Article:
The facility’s storage and restoration building suffered severe damage due to the storm surge, but fortunately the jewel of the collection, a Goodyear FG-1D Corsair was undamaged having been stored at a height that was unreached by the floodwaters. Less fortunately, the museum lost a great deal of historical documents and photographs which were irreparably water damaged or destroyed by the mold that inevitably followed.
While there was a great deal of cleaning to do the teams of dedicated staff and volunteers found that for the most part the aircraft in the collection once cleaned had suffered no significant lasting damage. The CASC’s eclectic collection of historic craft with an emphasis on local significance includes several Sikorsky helicopters, a Northrop T-38 Talon, a Lockheed T-33 Shooting Star, an Aviat Christen Eagle II, a Cessna O-2A Skymaster, 150 and T-37 Tweet as well as a reproduction Whitehead No. 21 that one can safely assume is a non-flyer.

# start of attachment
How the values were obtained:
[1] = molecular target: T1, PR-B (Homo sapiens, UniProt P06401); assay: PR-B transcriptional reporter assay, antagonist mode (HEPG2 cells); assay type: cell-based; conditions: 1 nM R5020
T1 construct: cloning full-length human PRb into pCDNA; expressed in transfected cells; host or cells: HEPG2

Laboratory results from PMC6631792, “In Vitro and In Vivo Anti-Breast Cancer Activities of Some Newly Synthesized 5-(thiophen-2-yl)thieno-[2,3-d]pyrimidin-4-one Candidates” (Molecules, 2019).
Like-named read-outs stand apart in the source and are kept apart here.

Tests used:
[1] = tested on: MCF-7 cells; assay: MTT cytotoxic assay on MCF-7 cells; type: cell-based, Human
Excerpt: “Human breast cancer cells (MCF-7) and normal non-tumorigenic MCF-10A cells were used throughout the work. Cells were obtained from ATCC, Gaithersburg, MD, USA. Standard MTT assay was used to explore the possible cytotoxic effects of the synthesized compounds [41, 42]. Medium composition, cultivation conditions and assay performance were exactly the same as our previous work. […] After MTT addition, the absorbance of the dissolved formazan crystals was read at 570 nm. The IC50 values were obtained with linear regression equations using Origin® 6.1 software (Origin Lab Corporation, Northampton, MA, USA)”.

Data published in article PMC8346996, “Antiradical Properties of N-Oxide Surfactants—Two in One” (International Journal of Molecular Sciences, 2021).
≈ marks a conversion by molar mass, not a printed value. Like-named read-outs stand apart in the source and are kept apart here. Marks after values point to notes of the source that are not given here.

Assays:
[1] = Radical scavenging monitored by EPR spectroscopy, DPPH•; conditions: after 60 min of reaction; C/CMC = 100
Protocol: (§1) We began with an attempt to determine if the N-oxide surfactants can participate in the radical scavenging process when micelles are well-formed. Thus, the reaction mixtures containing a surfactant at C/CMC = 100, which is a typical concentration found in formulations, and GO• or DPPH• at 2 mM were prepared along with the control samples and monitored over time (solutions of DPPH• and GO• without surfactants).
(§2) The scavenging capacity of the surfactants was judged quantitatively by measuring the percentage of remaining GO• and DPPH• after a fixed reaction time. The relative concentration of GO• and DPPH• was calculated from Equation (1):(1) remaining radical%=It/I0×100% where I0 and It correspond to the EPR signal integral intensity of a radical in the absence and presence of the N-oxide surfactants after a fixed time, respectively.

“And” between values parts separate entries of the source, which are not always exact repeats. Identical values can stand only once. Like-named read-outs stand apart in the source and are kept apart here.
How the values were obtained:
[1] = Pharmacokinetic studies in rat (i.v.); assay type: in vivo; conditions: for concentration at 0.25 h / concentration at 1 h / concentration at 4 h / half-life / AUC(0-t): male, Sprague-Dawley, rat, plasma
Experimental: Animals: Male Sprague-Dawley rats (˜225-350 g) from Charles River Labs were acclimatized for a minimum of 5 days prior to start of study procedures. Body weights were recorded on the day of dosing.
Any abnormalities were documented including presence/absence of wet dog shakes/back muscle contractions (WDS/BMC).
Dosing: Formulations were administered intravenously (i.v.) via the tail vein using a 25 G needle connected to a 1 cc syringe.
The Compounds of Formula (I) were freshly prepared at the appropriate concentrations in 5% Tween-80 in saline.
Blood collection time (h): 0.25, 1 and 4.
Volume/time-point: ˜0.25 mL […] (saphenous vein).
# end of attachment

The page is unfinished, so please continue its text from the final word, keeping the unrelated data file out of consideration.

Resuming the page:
The CASC’s collection is intended to go on display within a historic hangar, dating back to the golden age of flight in the late 1920s which once housed a branch of the famous Curtiss Flying School. The hangar which still bears the now-ghostly “Curtiss” logo emblazoned across it has been an ongoing, long-term project to restore to its former glory.